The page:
Post: Report: Feds should create guidelines on less-lethal weapons
Report: Feds should create guidelines on less-lethal weapons
WASHINGTON (AP) — The federal government should study how police use less-lethal weapons, like tear gas and bean-bag guns, and offer guidance to law enforcement agencies across the U.S. because officers are often left with little information beyond the manufacturer’s guidelines, according to a new report by one of the country’s leading police research groups.
The report — released Friday by the Police Executive Research Forum, an organization dedicated to improving the professionalism of policing — examines how police departments handled the thousands of protests and civil unrest in the U.S. in the summer of 2020 after George Floyd was killed at the hands of officers in Minneapolis.
The report offers 38 recommendations for police departments about how to handle demonstrations, civil disturbances, and the violence that occurred during the unrest. It is based on interviews with police chiefs, reviews of after-action reports, and analysis of intelligence and other police reports. The recommendations include improving training, avoiding mass arrests, improving communication both internally within police forces and to the community during demonstrations, and conducting robust reviews after large-scale protests.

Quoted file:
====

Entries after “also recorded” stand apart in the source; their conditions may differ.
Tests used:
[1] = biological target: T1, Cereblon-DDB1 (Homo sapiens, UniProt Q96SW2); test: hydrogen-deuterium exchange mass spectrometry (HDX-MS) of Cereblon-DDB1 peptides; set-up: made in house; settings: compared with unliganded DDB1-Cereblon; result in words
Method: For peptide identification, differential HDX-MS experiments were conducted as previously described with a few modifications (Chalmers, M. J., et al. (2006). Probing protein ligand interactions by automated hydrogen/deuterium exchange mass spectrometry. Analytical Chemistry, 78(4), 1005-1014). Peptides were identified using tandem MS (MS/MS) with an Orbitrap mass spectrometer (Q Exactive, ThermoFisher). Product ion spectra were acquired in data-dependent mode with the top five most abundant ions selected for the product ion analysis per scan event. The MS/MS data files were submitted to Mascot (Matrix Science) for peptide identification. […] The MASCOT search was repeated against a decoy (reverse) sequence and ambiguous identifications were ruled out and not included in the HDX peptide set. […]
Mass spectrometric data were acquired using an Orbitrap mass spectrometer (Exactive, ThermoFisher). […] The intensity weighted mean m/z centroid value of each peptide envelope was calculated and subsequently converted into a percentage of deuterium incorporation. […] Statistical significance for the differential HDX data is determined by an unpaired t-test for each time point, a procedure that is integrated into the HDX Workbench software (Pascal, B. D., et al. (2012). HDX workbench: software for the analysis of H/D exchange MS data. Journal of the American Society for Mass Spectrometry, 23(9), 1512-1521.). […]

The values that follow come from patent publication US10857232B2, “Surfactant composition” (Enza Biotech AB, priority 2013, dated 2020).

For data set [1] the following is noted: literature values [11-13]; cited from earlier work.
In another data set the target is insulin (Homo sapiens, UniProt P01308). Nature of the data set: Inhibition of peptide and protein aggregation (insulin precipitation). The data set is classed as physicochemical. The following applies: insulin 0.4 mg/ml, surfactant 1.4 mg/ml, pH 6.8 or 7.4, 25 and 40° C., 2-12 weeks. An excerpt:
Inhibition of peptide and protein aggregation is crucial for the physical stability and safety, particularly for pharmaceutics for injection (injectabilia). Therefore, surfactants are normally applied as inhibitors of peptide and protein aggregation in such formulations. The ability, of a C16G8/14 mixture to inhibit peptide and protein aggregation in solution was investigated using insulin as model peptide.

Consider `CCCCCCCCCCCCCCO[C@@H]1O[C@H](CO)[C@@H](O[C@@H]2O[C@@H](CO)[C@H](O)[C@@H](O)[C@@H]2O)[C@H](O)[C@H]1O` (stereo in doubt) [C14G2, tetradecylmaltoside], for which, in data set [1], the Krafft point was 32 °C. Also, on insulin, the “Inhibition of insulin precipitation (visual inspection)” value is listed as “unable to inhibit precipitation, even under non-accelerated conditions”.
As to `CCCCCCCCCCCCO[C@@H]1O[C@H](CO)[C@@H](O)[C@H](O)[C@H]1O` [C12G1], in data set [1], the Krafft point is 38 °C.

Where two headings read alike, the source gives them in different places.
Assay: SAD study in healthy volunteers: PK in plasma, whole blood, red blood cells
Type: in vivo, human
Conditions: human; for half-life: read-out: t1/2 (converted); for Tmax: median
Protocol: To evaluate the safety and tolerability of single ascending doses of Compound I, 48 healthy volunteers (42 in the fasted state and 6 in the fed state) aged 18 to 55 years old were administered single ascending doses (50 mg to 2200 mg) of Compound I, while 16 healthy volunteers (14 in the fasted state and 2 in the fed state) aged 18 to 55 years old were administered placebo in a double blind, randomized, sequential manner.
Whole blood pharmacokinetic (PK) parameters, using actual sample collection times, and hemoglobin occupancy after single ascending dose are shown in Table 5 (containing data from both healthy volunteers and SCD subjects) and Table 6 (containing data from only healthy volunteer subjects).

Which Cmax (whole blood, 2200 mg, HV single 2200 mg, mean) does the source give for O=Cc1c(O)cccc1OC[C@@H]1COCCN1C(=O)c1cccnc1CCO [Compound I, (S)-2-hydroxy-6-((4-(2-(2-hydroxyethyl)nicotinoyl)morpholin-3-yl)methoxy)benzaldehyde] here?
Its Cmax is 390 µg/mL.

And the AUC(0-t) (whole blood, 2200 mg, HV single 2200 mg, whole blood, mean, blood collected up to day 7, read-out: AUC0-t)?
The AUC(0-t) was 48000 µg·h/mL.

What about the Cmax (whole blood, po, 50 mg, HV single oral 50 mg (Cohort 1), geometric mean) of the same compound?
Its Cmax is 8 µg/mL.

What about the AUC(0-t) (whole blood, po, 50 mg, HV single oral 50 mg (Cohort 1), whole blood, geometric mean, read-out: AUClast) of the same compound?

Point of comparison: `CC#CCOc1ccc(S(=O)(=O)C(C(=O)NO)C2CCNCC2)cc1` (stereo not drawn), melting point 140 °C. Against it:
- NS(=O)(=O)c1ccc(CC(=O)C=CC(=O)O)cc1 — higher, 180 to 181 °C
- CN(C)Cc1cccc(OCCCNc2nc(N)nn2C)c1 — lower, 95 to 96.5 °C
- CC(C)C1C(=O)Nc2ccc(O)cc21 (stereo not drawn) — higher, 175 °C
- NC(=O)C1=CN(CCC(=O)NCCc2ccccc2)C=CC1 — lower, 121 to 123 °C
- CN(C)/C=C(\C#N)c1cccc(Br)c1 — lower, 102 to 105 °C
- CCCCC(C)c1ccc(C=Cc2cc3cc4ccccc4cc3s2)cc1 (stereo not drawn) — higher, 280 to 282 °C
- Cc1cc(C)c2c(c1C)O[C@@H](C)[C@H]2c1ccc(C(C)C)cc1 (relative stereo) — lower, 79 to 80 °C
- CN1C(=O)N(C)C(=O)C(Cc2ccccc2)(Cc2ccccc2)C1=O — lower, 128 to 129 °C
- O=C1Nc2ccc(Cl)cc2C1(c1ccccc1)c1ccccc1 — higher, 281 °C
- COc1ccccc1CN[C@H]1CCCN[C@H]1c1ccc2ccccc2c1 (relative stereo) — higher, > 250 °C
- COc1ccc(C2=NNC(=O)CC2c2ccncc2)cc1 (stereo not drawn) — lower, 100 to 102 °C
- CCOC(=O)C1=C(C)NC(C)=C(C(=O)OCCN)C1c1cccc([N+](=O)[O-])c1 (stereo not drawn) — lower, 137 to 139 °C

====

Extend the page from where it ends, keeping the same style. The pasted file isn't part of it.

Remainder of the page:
But the report also examines the use of less-lethal weapons and points specifically to the need to study their use and for police forces to have a playbook to follow – something the report notes has been sorely lacking for years. Now, the group is recommending the Justice Department’s research arm, the National Institute of Justice, begin examining their use and offer resources to law enforcement agencies about when and how to use the weapons.
The use of such weapons, like tear gas, pepper balls, flashbangs, and smoke bombs, became a flashpoint in the debate over policing in 2020 after dozens of incidents of protesters and members of the media being struck by projectiles or caught up in clouds of tear gas unleashed on mostly peaceful crowds.